An important point to note is that in 2003/2004 the socio economic indicators reported that the access to pipe-borne water in the Northern Province was only 3.1% whilst in the east it registers 17.4%. The national average stood at a high 30.8%. The non-accessibility to toilets which is a stronger indicator of the quality of life registered in the north at 14.4% and the east, a staggering 29.2% whilst the national average stood at a respectable 5.6%, which again is a result of economic terrorism that has been at play for 24 years.
As per the labour force survey of 2002, the labour force participation is at 50.3% nationally, whilst in the north it had dropped to 33.8% and in the east to 40.3%, which can directly be reflective of an economy under stress. This clearly points out to the fact that if Sri Lanka does not control the Ava factor we can once again go down to the historic challenges that we once was up against.
Terrorism impact – Tourism/FDIs
In 1983 Sri Lanka enjoyed 337,530 visitor arrivals whilst a country like Cambodia had around 200,000 tourists at that time. By 2009, Cambodia enjoyed over two million tourist arrivals whilst Sri Lanka was at low ebb of 0.5 million arrivals with a revenue of Rs. 43 billion.
If terrorism was not in existence Sri Lanka should have recorded around 1.8 million tourists at a very conservative estimate whilst earnings should have touched $ 2 billion. This on a GDP perspective would have been almost 8% to the country.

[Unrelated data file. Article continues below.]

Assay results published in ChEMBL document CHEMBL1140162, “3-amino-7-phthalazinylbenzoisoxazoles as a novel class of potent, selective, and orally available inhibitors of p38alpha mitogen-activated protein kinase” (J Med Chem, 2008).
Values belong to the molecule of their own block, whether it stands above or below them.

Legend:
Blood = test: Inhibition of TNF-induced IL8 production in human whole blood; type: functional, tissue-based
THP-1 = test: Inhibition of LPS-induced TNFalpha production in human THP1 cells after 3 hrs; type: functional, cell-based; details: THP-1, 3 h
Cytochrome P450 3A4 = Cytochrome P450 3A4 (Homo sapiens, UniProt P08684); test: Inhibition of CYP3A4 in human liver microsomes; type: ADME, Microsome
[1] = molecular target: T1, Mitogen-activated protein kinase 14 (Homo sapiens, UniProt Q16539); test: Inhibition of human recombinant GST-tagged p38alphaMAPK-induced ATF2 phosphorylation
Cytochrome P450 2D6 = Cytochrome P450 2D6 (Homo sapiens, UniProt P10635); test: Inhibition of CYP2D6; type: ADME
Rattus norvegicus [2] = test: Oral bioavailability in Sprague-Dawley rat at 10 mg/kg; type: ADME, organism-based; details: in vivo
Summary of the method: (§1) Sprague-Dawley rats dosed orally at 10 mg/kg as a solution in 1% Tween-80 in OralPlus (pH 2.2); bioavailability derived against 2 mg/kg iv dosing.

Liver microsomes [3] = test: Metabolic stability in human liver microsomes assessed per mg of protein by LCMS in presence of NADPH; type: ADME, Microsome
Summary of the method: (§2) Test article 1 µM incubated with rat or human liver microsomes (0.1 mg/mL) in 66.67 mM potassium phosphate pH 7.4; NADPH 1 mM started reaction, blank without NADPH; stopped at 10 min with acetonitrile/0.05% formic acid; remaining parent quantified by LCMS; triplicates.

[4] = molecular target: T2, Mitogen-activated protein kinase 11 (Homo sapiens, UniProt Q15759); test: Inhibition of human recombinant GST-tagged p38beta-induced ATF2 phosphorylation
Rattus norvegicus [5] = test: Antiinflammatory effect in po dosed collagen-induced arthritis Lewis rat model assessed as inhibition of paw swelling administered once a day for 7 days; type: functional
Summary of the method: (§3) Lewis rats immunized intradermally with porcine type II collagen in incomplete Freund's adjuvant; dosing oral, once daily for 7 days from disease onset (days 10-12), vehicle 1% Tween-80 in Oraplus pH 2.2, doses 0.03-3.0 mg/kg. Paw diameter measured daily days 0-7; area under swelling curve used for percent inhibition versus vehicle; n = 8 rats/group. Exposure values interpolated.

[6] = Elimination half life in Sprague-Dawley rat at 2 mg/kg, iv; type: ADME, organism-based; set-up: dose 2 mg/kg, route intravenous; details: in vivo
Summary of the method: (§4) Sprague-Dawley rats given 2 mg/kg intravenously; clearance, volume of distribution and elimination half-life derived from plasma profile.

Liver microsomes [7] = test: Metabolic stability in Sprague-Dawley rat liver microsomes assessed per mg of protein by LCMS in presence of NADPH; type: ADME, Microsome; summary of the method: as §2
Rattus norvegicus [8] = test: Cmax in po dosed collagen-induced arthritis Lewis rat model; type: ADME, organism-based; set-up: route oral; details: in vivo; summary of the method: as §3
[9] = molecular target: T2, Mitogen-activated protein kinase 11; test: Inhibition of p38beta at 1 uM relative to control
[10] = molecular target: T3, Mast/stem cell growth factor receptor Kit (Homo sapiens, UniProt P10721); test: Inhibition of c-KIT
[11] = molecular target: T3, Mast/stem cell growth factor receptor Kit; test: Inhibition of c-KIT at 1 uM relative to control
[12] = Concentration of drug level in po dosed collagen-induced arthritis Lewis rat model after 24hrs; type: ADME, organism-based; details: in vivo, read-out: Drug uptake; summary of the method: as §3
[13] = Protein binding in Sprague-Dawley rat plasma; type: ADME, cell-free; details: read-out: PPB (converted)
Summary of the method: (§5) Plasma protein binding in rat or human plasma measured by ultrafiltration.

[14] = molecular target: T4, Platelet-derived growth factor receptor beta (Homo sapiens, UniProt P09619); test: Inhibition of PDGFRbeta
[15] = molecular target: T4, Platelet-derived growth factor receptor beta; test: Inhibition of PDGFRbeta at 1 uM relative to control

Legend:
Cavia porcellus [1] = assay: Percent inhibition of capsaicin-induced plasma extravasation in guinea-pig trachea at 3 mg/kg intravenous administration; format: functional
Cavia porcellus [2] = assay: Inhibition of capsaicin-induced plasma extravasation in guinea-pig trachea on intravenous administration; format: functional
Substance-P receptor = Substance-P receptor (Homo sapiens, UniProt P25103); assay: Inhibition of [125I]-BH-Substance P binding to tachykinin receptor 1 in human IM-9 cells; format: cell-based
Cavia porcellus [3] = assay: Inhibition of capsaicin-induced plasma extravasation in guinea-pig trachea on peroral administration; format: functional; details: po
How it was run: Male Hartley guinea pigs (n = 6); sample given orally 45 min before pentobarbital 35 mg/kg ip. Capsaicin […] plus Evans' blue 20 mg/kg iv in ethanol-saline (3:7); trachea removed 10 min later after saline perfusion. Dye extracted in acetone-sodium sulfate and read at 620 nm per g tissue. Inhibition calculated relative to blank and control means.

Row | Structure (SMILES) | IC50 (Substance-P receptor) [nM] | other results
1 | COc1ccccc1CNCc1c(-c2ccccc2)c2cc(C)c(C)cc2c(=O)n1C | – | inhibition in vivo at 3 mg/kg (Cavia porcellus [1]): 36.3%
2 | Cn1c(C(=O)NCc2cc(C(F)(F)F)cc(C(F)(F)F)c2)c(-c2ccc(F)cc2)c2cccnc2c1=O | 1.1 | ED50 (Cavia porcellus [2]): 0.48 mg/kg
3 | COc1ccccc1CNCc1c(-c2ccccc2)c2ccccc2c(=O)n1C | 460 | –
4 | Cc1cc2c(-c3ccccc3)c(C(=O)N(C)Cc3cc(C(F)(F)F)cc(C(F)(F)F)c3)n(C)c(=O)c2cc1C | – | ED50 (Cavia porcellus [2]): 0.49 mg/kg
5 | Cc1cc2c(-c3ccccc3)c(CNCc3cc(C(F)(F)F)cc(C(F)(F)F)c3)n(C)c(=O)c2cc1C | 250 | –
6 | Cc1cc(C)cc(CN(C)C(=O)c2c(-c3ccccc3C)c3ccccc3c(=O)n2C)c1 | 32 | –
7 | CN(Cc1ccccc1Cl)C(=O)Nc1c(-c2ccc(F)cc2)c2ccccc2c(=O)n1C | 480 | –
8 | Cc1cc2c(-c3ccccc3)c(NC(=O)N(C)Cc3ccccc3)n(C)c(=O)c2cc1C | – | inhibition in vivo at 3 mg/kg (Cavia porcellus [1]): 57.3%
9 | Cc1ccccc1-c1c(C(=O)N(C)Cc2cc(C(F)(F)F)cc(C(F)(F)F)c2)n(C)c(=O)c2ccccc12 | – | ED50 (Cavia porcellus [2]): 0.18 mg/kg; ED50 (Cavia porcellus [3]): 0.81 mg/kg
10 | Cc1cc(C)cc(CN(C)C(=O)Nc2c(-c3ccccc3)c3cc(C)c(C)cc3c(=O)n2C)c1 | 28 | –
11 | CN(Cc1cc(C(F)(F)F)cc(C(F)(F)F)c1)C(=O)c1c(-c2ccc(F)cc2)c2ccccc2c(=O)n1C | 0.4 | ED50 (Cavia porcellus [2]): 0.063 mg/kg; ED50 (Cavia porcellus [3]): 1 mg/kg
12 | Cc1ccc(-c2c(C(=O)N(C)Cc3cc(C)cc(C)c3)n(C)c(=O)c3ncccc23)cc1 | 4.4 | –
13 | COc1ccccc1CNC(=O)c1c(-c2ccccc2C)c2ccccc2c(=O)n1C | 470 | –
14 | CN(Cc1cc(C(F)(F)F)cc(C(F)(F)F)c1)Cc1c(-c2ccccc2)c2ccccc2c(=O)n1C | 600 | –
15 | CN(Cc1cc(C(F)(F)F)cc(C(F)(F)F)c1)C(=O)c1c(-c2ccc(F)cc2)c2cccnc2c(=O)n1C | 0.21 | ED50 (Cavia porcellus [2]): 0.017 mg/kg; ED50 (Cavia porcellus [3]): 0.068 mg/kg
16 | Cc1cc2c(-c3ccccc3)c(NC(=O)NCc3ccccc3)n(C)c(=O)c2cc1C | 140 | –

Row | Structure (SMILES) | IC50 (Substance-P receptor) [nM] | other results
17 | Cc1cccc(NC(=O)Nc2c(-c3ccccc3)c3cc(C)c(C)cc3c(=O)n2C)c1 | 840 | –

The Strategic Foresight Group which has researched this topic on the theme ‘Cost of the war in Sri Lanka’ has estimated through a simple extrapolation that the loss of revenue due to the curtailment of FDIs into the country is around Rs. 3,000 billion which is a clear indication of the challenges Sri Lanka will be up against unless groups likes Ava are curtailed early in the process.
Research reveals that around 400 billion was spent on the war in the period 2007-2009 and divert it to the investment that could have been made on Research and Development (R&D), the numbers will stack up to almost 7% of GDP. This would beat the 4% GDP spend that economic tigers like South Korea invested to build power brands like Samsung. This gives us an idea of the opportunity cost that economic terrorism has had in making Sri Lanka an innovation hub for South Asia.
Terrorism impact on exports
A point that can contribute to the concept of economic terrorism in the apparel sector is as follows. If we analyse the Revealed Comparative Advantage (RCA) score for Sri Lanka we see that Sri Lanka scores a high of 16.7 on being a supplier of clothes but scores a low 1.05 on being a textile supplier.
This can be attributed to the non-strategic direction in which this industry has been developed by the State in the 20 years of war due its focus on containing the LTTE. This also accounts for economic terrorism that existed in the face of Sri Lanka that diverted the overall strategic direction that Sri Lanka could have enjoyed if not for the war.
Hence we see the impact of terrorism in a country and in numbers the total can exceed 200 billion dollars. To give a better idea this value is almost three times Sri Lanka’s current GDP value so something that that policymakers and the world must understand is that groups like Ava must never be allowed to raise their head. Simply putting it, Sri Lanka cannot survive another terrorism challenge.
(The writer is the President and Group CEO of an international property development company based in Sri Lanka. The thoughts are strictly personal in nature and do not reflect the views of the organisations he serves in Sri Lanka or globally. Dr. Athukorala was the Head of Economic Affairs of the Government Peace Secretariat during the 2007-2009 during the 4th Eelam war.)